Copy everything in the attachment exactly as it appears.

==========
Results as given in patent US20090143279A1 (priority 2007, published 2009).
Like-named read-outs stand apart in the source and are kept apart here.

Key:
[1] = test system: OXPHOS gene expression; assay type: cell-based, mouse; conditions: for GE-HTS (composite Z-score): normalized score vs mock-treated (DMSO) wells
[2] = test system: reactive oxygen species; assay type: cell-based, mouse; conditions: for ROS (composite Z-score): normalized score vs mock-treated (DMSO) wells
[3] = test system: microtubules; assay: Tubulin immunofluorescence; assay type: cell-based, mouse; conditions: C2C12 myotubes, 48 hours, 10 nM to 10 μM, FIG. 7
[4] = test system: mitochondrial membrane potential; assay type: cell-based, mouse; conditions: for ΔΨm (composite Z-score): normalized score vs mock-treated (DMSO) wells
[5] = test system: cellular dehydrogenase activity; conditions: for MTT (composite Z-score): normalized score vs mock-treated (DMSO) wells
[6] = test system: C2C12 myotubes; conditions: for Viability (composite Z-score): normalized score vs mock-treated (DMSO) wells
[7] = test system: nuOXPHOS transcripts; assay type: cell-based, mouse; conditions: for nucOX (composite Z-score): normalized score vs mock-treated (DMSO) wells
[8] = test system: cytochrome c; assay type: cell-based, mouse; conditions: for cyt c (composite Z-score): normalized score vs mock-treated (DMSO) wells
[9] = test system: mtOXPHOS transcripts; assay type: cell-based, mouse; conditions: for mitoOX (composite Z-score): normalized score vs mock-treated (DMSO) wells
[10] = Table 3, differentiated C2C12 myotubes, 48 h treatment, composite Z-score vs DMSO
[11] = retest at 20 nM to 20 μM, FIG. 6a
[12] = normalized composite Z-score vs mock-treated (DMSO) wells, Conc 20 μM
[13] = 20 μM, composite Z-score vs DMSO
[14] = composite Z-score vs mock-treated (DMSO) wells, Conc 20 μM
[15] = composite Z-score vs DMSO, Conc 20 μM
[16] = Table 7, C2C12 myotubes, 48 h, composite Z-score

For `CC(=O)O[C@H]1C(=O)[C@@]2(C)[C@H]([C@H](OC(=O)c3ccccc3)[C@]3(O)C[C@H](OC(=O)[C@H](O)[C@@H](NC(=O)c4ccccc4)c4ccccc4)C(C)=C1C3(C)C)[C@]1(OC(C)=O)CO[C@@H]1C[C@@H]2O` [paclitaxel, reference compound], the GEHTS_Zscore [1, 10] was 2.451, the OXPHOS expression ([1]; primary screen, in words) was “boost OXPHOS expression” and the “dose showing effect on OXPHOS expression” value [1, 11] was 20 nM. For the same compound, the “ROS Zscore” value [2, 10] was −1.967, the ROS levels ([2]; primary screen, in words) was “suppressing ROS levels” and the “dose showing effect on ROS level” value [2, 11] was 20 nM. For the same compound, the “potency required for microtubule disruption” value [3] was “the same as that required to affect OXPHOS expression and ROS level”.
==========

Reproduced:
Results as given in patent US20090143279A1 (priority 2007, published 2009).
Like-named read-outs stand apart in the source and are kept apart here.

Key:
[1] = test system: OXPHOS gene expression; assay type: cell-based, mouse; conditions: for GE-HTS (composite Z-score): normalized score vs mock-treated (DMSO) wells
[2] = test system: reactive oxygen species; assay type: cell-based, mouse; conditions: for ROS (composite Z-score): normalized score vs mock-treated (DMSO) wells
[3] = test system: microtubules; assay: Tubulin immunofluorescence; assay type: cell-based, mouse; conditions: C2C12 myotubes, 48 hours, 10 nM to 10 μM, FIG. 7
[4] = test system: mitochondrial membrane potential; assay type: cell-based, mouse; conditions: for ΔΨm (composite Z-score): normalized score vs mock-treated (DMSO) wells
[5] = test system: cellular dehydrogenase activity; conditions: for MTT (composite Z-score): normalized score vs mock-treated (DMSO) wells
[6] = test system: C2C12 myotubes; conditions: for Viability (composite Z-score): normalized score vs mock-treated (DMSO) wells
[7] = test system: nuOXPHOS transcripts; assay type: cell-based, mouse; conditions: for nucOX (composite Z-score): normalized score vs mock-treated (DMSO) wells
[8] = test system: cytochrome c; assay type: cell-based, mouse; conditions: for cyt c (composite Z-score): normalized score vs mock-treated (DMSO) wells
[9] = test system: mtOXPHOS transcripts; assay type: cell-based, mouse; conditions: for mitoOX (composite Z-score): normalized score vs mock-treated (DMSO) wells
[10] = Table 3, differentiated C2C12 myotubes, 48 h treatment, composite Z-score vs DMSO
[11] = retest at 20 nM to 20 μM, FIG. 6a
[12] = normalized composite Z-score vs mock-treated (DMSO) wells, Conc 20 μM
[13] = 20 μM, composite Z-score vs DMSO
[14] = composite Z-score vs mock-treated (DMSO) wells, Conc 20 μM
[15] = composite Z-score vs DMSO, Conc 20 μM
[16] = Table 7, C2C12 myotubes, 48 h, composite Z-score

For `CC(=O)O[C@H]1C(=O)[C@@]2(C)[C@H]([C@H](OC(=O)c3ccccc3)[C@]3(O)C[C@H](OC(=O)[C@H](O)[C@@H](NC(=O)c4ccccc4)c4ccccc4)C(C)=C1C3(C)C)[C@]1(OC(C)=O)CO[C@@H]1C[C@@H]2O` [paclitaxel, reference compound], the GEHTS_Zscore [1, 10] was 2.451, the OXPHOS expression ([1]; primary screen, in words) was “boost OXPHOS expression” and the “dose showing effect on OXPHOS expression” value [1, 11] was 20 nM. For the same compound, the “ROS Zscore” value [2, 10] was −1.967, the ROS levels ([2]; primary screen, in words) was “suppressing ROS levels” and the “dose showing effect on ROS level” value [2, 11] was 20 nM. For the same compound, the “potency required for microtubule disruption” value [3] was “the same as that required to affect OXPHOS expression and ROS level”.